Roger Marolt: Roger This
The Aspen Times
Aspen, CO, Colorado
Baseball makes me blind to reality. We all need something like that. The snow is rolling off our slopes in growing rivulets under a sun that appears to have rediscovered the vigor of its youth, and I could hardly care less while my brand-new giant-slalom skis sit in the corner of my office.
I have a baseball glove on my left hand, and it’s a beaut. I pound the knuckles of my bare hand into its pocket. They rebound to instinctively grab the fingers of it and then bend them over the pocket to perfect the glove’s shape. I lick my own fingers and use a moistened touch to work the wrinkles from the glove’s palm after I squeeze it shut over a phantom ball. It’s a catcher’s mitt; the stiffest and most complicated glove to break in. It’s a project to do it right, and this one has an excellent start. I only know its recent history and have to make good guesses about its past. It’s a fantasy.
I’m not in the dugout. I’m sitting behind my desk with the back of my chair reclined, fondly examining the fine work of baseball art that wasn’t mine 10 minutes earlier and, truly, is not mine now but rather ours. My son will use it. He’s the catcher in the family now. But the glove really belongs to five of us: Matt, Will, Max, me, and the mysterious person who gave it up at Use It Again Sports for a meager $25.
It’s a Wilson A-2000 catchers’ mitt, more specifically, model A-2403. It’s top-of-the line all the way, the same glove I first used behind the dish 3 1/2 decades ago, when I was 15. Since then I’ve broken in exactly eight of them. I never strayed from my loyalty to the brand or model. From worn-out to just-broken-in, my son still has all of them, most lined up in chronological order under the bookcase in his room and the “newest” in his own equipment bag.
I first saw the black beauty last summer. I remember the exact place and time. It was a drizzly night in Rifle. We were sitting in the dugout waiting for the umpire to give us the thumbs-up to play ball. Will and I were coaching the team on which our sons played together. Without saying a word, he tossed the glove at me.
You knew a few things for certain without examining the glove too closely. It wasn’t a toy. A glove of that quality is a tool. It was only on the verge of being broken in, but whoever was in charge of the process knew what he was doing. It was well-oiled but not stickily so. The pocket was perfectly formed and the palm smooth as batter’s box dirt on Opening Day. The laces were torn near the top of the webbing on the finger side. It wasn’t a Little League pitcher who threw the damaging pitch. It wasn’t a Little League catcher with the nerve to stay in front of it. At best, that chin music was only tipped with a bat.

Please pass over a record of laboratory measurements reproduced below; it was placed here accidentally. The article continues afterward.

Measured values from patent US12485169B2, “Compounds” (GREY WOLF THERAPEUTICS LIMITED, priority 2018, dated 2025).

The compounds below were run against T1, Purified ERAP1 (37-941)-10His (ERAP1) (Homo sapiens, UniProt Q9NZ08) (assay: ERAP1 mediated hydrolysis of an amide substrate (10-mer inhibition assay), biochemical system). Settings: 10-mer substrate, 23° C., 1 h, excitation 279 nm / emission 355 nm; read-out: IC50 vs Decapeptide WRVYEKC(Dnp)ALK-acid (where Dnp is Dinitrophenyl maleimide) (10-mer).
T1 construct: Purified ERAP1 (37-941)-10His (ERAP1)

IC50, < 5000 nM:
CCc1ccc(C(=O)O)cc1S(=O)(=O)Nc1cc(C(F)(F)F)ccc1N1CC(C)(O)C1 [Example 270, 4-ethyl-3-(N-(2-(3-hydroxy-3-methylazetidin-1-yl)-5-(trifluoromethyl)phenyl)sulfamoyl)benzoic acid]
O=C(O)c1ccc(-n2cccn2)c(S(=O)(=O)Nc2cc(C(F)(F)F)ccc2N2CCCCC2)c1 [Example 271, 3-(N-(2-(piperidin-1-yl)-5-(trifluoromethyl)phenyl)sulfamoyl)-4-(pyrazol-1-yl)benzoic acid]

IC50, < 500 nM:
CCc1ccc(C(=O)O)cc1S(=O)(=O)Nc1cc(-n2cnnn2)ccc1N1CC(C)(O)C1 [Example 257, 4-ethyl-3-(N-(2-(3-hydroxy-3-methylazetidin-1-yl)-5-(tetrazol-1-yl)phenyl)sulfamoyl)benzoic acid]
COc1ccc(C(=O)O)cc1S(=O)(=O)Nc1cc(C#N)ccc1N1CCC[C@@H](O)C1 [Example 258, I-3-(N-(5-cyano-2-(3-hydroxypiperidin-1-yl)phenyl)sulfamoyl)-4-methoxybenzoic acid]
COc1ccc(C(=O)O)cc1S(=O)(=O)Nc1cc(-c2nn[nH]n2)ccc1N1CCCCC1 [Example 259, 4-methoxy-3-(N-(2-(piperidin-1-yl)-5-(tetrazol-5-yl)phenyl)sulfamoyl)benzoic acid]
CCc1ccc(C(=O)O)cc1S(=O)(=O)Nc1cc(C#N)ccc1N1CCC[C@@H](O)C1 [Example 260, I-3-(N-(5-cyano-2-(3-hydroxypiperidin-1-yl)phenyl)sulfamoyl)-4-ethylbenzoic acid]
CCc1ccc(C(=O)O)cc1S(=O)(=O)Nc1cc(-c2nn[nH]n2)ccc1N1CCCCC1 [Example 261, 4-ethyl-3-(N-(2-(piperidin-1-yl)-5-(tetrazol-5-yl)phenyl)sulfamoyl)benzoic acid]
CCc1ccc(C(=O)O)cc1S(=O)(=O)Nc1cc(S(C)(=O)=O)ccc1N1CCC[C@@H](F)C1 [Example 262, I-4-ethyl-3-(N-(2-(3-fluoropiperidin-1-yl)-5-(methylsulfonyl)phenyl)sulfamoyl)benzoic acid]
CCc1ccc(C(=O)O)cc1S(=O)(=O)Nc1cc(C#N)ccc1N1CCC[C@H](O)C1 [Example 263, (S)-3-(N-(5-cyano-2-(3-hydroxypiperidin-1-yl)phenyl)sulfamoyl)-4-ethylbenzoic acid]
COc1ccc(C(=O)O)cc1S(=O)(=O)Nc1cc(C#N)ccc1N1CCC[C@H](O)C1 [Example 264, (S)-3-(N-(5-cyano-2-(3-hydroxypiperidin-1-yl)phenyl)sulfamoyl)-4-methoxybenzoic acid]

Max sat down next to me, maybe noticing my uncharacteristic quietness anywhere near a diamond. “Wow.” That’s all he said as I handed it to him to marvel over. Will beamed. Matt beamed. They knew they had discovered a treasure.
I knew of a guy in Pennsylvania who is the best I have ever seen at re-stringing gloves. He’s unofficially recommended by Wilson over its own craftsmen. Will and Matt sent the damaged glove off. Two weeks and 50 bucks later, it came back better than new. The shape, nearly perfect to begin with, was only enhanced by the artistic installation of new lacing.
To keep this thing from going extra innings, I’ll bring in the short relief. Last week Will came by my office. From beyond the fence out in left field, he tossed the glove into my lap. “It’s yours.”
I don’t think you can overstate the effect of giving away something of value for no apparent reason whatsoever. If the value happens to be more personal than economical, all the more so. It is even harder to describe what it’s like to receive it. It’s God’s handiwork at its finest and one of the little things that change people in significant ways.
The gift that came from Will to me that was really from Matt to Max, except for the awkwardness that comes from teenage boys giving presents directly to one another, is really so much more than that. I hope you see this. I hope you realize that a hopelessly sentimental baseball story is really a gift to everyone reading it and not from me. Play ball!
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